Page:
National Institute of Child Health

Karachi, Pakistan

National Institute of Child Health

Karachi, Pakistan
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Katz Y.,Allergy and Immunology Institute | Katz Y.,Tel Aviv University | Gutierrez-Castrellon P.,Hospital General | Gonzalez M.G.,University lle | And 4 more authors.
Clinical Reviews in Allergy and Immunology | Year: 2014

Since 1943, cases of sensitization or allergy to soy-based formulas (SBFs) have been described without any consensus on their real prevalence. We identified the adjusted prevalence of IgE-mediated soy allergies in children and performed a secondary analysis of the impact of age (less than and more than 6 months). We performed a systematic review with meta-analysis of studies published from 1909 to 2013 in PubMed, Embase, LILACS, ARTEMISA, Cochrane, Bandolier, DARE and the GRADE system for grading quality. Results are presented in tables and graphs using a forest plot. The 40 studies identified established weighted prevalence of soy allergies of 0 to 0.5 % (0.27) for the general population, 0.4 to 3.1 % (1.9) for the referred population, and 0 to 12.9 % (2.7) for allergic children. Prevalence of sensitization after the use of SBFs is 8.7 and 8.8 %, depending on the method used. The prevalence of allergies to soy and IgE sensitization to the use of SBFs is less than reported. Not enough evidence exists to show a higher risk of allergy in infants younger than 6 months. The concern about soy allergy is no reason to postpone the use of SBFs in IgE-mediated cow's milk allergy infants until the age of 6 months. © 2014 Springer Science+Business Media.

Ramet J.,University of Antwerp | Ramet J.,Universitair Ziekenhuis Antwerpen | Van Esso D.,CAP Serraparera | Meszner Z.,National Institute of Child Health
European Journal of Pediatrics | Year: 2011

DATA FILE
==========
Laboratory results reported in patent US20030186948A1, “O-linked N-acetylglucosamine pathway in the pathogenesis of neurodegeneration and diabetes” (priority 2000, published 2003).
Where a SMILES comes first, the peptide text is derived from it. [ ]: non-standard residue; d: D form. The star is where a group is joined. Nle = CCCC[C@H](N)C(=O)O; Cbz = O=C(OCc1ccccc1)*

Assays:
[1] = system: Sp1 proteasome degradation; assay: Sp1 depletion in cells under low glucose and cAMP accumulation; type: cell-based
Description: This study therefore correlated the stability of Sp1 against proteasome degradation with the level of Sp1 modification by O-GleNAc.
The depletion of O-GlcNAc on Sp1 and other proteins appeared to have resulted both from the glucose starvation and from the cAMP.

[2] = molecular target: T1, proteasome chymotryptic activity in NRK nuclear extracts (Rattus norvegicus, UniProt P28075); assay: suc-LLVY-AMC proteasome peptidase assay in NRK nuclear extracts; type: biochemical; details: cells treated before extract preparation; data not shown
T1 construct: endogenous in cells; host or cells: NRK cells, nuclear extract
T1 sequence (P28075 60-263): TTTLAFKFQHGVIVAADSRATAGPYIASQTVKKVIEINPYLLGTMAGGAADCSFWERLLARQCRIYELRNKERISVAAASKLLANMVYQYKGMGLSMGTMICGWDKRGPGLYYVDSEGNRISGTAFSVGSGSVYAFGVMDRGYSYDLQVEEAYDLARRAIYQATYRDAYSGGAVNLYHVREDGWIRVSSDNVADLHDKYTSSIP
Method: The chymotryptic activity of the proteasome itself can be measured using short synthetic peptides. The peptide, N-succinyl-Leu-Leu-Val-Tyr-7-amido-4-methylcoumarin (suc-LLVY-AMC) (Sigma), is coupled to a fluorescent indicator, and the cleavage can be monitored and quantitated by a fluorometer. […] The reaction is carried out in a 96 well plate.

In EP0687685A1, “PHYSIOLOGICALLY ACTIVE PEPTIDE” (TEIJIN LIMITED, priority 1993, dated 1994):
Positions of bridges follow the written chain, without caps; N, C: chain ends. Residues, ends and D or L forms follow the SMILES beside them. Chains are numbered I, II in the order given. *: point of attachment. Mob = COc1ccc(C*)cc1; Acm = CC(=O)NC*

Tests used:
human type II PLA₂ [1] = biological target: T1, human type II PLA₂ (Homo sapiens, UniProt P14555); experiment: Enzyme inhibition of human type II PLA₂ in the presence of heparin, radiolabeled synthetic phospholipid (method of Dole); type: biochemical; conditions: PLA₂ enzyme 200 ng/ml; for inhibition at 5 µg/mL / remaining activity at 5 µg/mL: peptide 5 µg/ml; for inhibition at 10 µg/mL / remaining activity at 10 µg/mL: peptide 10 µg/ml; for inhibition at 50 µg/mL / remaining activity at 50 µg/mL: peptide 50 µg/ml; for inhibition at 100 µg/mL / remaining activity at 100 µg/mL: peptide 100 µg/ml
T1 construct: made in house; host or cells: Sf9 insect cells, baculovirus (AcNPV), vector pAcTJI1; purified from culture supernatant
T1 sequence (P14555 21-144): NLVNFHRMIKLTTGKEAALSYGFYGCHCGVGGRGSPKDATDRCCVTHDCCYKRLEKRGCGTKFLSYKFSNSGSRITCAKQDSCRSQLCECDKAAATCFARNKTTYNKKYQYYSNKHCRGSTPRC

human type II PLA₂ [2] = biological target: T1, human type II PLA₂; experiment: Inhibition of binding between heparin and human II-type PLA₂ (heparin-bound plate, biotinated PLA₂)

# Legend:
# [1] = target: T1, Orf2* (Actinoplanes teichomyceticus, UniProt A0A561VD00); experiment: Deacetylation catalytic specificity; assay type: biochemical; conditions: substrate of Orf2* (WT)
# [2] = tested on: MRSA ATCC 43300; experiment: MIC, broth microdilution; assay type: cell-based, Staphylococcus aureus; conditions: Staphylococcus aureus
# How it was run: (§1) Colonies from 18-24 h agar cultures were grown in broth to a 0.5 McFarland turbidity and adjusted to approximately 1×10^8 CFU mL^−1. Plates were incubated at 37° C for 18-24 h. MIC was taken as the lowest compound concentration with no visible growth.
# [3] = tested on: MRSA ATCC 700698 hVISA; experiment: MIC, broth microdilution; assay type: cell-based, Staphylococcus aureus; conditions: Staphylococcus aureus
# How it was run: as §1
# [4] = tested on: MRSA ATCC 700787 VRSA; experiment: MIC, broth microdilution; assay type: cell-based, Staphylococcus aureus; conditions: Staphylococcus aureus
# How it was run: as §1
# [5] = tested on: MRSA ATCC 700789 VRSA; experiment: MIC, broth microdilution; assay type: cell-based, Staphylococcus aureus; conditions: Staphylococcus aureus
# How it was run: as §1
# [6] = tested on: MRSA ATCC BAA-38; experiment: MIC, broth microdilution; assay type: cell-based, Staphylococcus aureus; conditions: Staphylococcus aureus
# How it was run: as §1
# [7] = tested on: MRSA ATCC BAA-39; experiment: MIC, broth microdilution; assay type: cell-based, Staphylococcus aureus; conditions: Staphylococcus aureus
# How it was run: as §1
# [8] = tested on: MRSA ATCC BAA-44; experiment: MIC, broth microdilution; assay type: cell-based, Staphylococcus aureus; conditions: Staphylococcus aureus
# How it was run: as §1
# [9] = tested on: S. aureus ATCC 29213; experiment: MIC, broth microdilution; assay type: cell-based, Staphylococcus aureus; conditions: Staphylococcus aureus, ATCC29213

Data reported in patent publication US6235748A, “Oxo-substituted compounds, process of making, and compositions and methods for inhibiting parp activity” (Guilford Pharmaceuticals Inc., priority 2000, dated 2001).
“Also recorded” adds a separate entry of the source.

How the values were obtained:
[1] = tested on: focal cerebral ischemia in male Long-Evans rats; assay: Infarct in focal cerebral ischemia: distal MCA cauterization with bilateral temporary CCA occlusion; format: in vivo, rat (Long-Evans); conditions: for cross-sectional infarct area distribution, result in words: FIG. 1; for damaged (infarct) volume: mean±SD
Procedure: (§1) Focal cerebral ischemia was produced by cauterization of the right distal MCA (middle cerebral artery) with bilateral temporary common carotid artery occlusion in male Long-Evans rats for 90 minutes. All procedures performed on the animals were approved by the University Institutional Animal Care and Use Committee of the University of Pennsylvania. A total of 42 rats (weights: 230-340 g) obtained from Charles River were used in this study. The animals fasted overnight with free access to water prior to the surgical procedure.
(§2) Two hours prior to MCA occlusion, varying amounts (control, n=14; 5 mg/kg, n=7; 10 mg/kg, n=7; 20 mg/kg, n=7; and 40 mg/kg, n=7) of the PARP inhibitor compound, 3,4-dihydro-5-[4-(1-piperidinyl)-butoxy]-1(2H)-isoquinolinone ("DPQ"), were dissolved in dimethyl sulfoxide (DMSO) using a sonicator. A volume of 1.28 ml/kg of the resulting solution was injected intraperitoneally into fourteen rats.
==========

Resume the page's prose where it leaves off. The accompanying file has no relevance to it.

A large proportion of sexually active adults are infected with the human papillomaviruses (HPVs). Although largely asymptomatic, some types of HPVs (HPV-16, HPV-18) which infect the genitalia are known to cause cancers, including cervical cancer. Cervical cancer is an important public health concern and is the second most clinically important cancer to breast cancer in women aged 15-44 years. Until recently, cervical cancer strategies focussed on screening. However, as adolescents become sexually active at a much younger age, the focus is on the use of vaccination as an effective measure to prevent progression of HPV infection to cancer. HPV is also involved in the aetiology of cancers of the anus, vagina, vulva and penis as well as genital warts and laryngeal papillomatosis in young children. Primary prevention through vaccination is now possible in Europe using either the quadrivalent HPV vaccine, Gardasil® (Sanofi Pasteur MSD), or the bivalent HPV vaccine, Cervarix® (GSK), which are both highly immunogenic, with their effects persisting for at least 5 years. HPV vaccines are well tolerated, with serious vaccine-related events occurring in less than 0.1% of patients for both vaccines. Here, we review the possibilities for utilising vaccination programmes alongside current cervical cancer screening in comprehensive cervical cancer prevention programmes. The European Academy of Paediatrics Scientific Working Group on Vaccination concluded that the use of HPV vaccines will have a significant impact in primary prevention of cancers and other HPV-related disease. © 2010 Springer-Verlag.

Habib M.I.,Child Life Foundation | Khan K.M.,National Institute of Child Health
Journal of the Pakistan Medical Association | Year: 2017